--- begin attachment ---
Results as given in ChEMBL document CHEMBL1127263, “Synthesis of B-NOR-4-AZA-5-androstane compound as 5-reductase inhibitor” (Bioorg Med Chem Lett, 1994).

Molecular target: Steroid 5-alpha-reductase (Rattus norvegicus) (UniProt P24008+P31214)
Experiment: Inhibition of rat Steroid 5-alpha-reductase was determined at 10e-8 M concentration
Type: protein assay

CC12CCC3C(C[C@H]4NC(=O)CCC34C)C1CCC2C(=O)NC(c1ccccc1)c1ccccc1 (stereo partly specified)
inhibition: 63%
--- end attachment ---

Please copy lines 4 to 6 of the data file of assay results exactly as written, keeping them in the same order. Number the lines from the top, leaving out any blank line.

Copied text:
Type: protein assay

CC12CCC3C(C[C@H]4NC(=O)CCC34C)C1CCC2C(=O)NC(c1ccccc1)c1ccccc1 (stereo partly specified)
inhibition: 63%